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LETTERS for the June 20 issue

By Staff | Jun 20, 2019

Police should crackdown on illegal fireworks

Recently, Maui County had a discussion pertaining to illegal fireworks. With the Fourth of July approaching, this issue will be seen and heard throughout Maui.

Lahaina has already seen and heard this more than a month away from July 4th. Where exactly? Wahikuli. More precise? Within a quarter-mile from the Lahaina Police Department. What have they done in the past? Not much.

I live in this area and have had to deal with runaway dogs. Can the Lahaina Police do something about this issue before it gets worse?



What are drones doing at night between Lanai and Maui?

Does anyone know about the drones that are out in the middle of the night? They hover over the water between Lanai and Maui. My home is on the water in Puamana. When I wake up about 3 or 3:30 a.m., they are there. One stays out longer than the rest until about 5 a.m. When they are done hovering over the water, they move toward Lanai until they are out of sight.

I noticed one in January, and now there are several more. I am so curious what they are doing. Am I the only one that sees them? I can’t imagine that fishermen don’t see them.

If you have information on this matter, I would be most grateful if you would let me know what is going on.



WMTA asks mayor to veto council’s budget proposal

(The following letter was sent to Mayor Michael Victorino.)

We read The Maui News and saw that you have decided to line-item veto some portions of the council budget.

The WMTA board met today and believes that a line-item veto cannot correct the major problems of the council’s budget proposal.

Please consider setting the tone for “fiscal responsibility” for the County of Maui and veto the council’s budget in entirety.

They have given you no other option, as the rates passed by resolution cannot be line-item vetoed.

The administration can show “fiscal responsibility” with a veto, as the council budget is out of balance and has far too many errors to justify the outrageous increases in rates.

Any councilmember who votes to override your veto will be marked as “fiscally irresponsible.”

Please act now as soon as possible.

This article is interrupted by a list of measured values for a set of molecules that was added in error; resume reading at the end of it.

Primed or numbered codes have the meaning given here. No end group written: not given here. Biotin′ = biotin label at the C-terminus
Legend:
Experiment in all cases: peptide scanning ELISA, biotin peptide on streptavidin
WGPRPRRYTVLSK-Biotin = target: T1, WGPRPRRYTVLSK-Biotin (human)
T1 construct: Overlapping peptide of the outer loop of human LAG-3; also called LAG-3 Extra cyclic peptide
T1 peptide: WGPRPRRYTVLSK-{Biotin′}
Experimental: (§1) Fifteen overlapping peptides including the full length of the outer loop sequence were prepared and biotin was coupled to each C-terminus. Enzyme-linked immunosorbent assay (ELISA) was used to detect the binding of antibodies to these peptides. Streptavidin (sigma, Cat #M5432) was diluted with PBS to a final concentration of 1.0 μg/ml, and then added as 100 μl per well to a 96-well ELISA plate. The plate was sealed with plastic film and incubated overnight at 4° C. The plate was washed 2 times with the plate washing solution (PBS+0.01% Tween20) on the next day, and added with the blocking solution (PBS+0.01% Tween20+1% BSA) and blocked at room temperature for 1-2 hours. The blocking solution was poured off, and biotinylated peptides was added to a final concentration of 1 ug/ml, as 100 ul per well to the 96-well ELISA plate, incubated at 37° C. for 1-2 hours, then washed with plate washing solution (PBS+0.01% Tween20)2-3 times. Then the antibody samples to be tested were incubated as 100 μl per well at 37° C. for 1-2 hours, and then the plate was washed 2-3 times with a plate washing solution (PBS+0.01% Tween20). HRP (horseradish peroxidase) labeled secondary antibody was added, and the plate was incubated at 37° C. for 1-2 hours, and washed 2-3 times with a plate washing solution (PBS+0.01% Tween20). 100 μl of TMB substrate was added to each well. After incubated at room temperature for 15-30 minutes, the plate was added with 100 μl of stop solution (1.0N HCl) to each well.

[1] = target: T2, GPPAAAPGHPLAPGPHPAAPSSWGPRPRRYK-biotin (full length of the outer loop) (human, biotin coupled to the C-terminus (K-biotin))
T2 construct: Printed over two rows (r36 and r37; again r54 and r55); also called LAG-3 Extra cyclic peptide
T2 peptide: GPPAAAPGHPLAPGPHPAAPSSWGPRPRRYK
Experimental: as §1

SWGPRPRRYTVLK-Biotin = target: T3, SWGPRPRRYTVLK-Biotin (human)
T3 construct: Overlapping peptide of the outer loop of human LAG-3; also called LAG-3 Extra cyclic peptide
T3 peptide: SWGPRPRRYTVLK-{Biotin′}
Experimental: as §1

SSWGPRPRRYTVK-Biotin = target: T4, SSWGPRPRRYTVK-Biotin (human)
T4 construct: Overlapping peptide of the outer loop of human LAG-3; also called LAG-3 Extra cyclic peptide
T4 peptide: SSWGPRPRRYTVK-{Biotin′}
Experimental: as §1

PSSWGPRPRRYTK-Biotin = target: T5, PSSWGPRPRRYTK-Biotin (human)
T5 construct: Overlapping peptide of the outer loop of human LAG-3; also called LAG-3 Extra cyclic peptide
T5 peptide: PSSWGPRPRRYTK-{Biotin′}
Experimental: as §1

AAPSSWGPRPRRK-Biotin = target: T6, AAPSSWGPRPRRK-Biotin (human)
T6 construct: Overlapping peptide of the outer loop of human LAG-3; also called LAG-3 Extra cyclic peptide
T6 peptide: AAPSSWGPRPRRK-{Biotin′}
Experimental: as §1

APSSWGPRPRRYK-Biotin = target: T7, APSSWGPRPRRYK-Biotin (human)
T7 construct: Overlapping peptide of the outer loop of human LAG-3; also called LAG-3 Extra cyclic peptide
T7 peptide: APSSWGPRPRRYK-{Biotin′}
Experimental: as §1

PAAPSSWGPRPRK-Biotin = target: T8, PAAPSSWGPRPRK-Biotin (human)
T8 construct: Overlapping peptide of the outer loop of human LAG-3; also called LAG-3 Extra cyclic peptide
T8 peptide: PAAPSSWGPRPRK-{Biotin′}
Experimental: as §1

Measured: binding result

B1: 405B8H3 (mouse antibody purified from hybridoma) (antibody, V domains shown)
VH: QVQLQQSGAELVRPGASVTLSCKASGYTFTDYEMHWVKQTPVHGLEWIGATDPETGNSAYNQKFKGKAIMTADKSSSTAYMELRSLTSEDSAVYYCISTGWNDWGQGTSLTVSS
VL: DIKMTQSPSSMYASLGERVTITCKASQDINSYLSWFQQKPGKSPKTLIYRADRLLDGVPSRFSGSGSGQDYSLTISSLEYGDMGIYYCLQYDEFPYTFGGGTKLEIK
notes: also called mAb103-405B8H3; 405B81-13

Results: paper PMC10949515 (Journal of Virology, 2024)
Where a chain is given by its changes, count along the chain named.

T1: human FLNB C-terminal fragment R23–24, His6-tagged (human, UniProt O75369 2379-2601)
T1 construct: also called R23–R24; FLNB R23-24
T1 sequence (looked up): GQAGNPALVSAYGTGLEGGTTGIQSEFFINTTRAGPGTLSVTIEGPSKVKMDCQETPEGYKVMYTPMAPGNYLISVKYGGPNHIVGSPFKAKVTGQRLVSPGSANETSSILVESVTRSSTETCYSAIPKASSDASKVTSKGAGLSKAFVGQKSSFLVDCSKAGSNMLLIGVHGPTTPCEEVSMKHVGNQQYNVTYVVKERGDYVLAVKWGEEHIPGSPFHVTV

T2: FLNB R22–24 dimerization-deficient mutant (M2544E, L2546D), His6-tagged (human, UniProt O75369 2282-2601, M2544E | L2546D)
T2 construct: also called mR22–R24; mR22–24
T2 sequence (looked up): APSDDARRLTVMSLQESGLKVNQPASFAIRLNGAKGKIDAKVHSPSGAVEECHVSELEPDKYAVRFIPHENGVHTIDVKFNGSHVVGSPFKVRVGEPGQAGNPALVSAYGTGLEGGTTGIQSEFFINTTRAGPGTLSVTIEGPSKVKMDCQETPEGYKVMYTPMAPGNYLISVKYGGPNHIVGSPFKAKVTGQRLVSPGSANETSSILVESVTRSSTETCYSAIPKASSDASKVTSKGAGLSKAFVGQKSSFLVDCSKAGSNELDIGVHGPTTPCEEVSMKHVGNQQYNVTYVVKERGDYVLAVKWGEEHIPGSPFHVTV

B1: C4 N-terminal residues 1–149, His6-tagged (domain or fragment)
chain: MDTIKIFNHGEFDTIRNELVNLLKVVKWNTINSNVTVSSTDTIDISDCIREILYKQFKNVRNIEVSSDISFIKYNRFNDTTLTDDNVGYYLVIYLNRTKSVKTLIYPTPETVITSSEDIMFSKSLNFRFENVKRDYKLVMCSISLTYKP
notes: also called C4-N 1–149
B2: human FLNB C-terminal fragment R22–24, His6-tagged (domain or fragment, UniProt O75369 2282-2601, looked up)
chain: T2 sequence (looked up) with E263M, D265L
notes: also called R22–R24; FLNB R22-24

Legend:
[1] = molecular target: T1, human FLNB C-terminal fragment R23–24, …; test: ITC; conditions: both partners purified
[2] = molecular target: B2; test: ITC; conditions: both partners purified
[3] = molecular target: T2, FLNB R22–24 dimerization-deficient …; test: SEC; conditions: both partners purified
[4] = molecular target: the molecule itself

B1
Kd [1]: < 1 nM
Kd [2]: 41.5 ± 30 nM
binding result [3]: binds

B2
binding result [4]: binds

JOSEPH D. PLUTA, President, West Maui Taxpayers Association Inc.


Concerned about proposed cell tower

Sprint proposes to put a 35-foot cell tower at Maui Lani Terraces.

I strongly disagree with putting this cell tower at arm’s reach to my West Maui condo. I have two young children, and this is crazy that they want to put it so close to so many people.

I don’t know what to do but reach out to people, because I know a lot are in the dark about this. My worries go beyond the cell tower and 5G being the next move. What can I do to protect my family and friends?



Federal minimum wage increase is long overdue

There are a lot of records that would be great to break. This isn’t one of them. June 16 marked the longest period in history without an increase since the federal minimum wage was established in 1938.

The federal minimum wage went to $7.25 an hour on July 24, 2009 – nearly ten years ago. It remains $7.25 today, amounting to just $15,080 a year for full-time work.

When the minimum wage does not go up, it goes down in value relative to the cost of living.

The gap between minimum wage and the cost of rent, groceries, medicine, transportation and everything else keeps growing. That matters whether you’re trying to work your way through school, support your child or need a job to make ends meet on Social Security.

The buying power of today’s $7.25 minimum is lower than the minimum wage of 1968, which would be $11.96 in 2019 dollars, according to the U.S. Bureau of Labor Statistics’ Inflation Calculator. Our economy has grown considerably since 1968, but not the federal minimum wage, which sets the floor under worker pay.

When the minimum wage is too little to live on it’s bad for business as well as workers.

It’s vital to remember that working people are also customers. Increased pay means increased consumer buying power.

When the minimum wage goes up, worker financial stress and turnover go down, and businesses save on hiring and training costs. They see lower error rates, less product waste and better customer service.

While the federal minimum wage has stagnated, more states have acted. Twenty-nine states have minimum wages above the $7.25 federal level set in 2009. But only three states currently have a minimum wage greater than or equal to $12, approximating the 1968 value. And 21 states remain stuck at $7.25. Job growth has been better in states that have raised their minimum wages than those that have not.

State action is important, but it’s not sufficient. The minimum wage should not keep workers in poverty wherever they work. We need a decent new federal floor, as called for in the Raise the Wage Act, which would gradually raise the federal minimum wage to $15 by the year 2024.

Nearly 40 million workers would get a raise if the minimum wage goes to $15 by 2024. The typical worker who would benefit is 35 years old – working jobs from preschool teacher to health care aide, cook to cashier to manufacturing worker.

Many business owners across the country support raising the minimum wage, because they know it will be good for their business and their communities. They know it will help level the playing field.

Gradually increasing the minimum wage will enable lower-wage companies to adjust to raises over time, experiencing benefits such as lower turnover, better productivity and increased consumer spending as they do.

HOLLY SKLAR, Business for a Fair Minimum Wage